How has the Pandemic Changed School?

The COVID virus first appeared in 2019 in China and launched the biggest pandemic since 1918. It caused businesses to close down, masks to be mandated, people to stay in their homes, and a lot of this is still happening now. One of the biggest things the pandemic has done was make all schools shut down and go virtual. Starting in March of 2020 teachers had to host classes through a screen and students attended at their homes. It wasn’t until a full year later where some students decided to come back in person to the building, having to wear masks and social distance. There are no more virtual classes this year, but both students and staff members are required to wear masks everywhere except the cafeteria. Due to the pandemic, the education system has undergone a lot of positive and negative changes. It made everyone isolate and sit in front of a computer all day long. The motivation, attention, organization and learning techniques of students have changed massively for good.  

According to Funtech, freedom and flexibility changed and opened up greatly during virtual learning. Students were able to snack and do things they would normally be able to do only after school during their online classes. Virtual learning made it easier to organize for a lot of people and also easy to multitask. Eleanor Sardinas, a sophomore, said that “teachers are more lenient with giving work.” This means that they are more flexible with deadlines and understanding that people’s brains need more time to process and warm up. Miranda Wise says that she has “more motivation and a better work ethic” due to social distancing. Although many people, including Sardinas, said the opposite about motivation. Without teachers helping us in person and encouraging us, many people lost motivation over quarantine. Something many people liked about going back mid year was the excitement of seeing people again and the ability to be back in the building. Carpenter, a geometry teacher, said that she “liked that I could come into my room.” She found it easier to teach in person rather than to teach online.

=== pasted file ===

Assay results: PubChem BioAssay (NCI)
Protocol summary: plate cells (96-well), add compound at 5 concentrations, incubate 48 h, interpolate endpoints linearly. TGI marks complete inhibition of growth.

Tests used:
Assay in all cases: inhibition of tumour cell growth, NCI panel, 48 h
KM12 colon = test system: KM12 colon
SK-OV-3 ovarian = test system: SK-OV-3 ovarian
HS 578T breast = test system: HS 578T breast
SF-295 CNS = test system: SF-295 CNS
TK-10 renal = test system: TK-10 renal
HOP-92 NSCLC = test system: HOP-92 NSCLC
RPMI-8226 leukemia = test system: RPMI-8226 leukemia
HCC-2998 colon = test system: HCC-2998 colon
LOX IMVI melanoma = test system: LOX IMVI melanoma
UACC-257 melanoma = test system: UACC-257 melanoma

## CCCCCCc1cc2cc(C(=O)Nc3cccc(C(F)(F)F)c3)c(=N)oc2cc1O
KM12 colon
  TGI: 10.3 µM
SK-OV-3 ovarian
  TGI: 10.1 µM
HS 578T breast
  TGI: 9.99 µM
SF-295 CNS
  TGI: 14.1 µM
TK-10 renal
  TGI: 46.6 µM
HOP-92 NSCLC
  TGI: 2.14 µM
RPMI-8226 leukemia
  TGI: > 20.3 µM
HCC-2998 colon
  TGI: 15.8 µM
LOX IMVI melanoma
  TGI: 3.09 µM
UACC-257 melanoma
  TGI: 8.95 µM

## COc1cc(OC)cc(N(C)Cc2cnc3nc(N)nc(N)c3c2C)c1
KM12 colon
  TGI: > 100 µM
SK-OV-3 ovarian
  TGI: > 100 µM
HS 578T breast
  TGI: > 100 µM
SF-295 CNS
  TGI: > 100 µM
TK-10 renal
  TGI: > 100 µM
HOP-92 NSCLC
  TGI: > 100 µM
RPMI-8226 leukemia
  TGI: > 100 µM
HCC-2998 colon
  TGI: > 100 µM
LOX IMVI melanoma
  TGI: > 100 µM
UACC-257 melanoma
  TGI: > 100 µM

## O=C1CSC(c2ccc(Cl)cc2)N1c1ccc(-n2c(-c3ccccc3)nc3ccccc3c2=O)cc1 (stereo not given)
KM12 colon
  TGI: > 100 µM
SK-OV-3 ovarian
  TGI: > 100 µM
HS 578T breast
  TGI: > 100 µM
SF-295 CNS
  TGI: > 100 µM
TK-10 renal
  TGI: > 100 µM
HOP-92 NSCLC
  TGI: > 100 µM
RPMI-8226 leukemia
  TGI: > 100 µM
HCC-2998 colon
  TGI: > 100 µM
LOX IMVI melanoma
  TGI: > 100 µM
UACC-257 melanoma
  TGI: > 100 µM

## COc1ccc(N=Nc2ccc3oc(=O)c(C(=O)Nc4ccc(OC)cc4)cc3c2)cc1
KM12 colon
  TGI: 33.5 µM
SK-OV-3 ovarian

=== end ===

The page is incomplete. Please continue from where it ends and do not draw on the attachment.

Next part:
During the majority of the pandemic, no one was inside the school building and even when they were, it was a limited number of people. Many students in virtual classes rarely turned on their cameras and mics during sessions, making their presentation skills slowly get worse. Wise said that they “didn’t like how isolated” they felt. Isolation leads to poor social skills and high social anxiety when returning back for a lot of students. The people that came back in March were a very small and distanced group, which also didn’t help with social skills. Virtual learning also made it much easier to cheat, students not being monitored if they had another tab open during a quiz.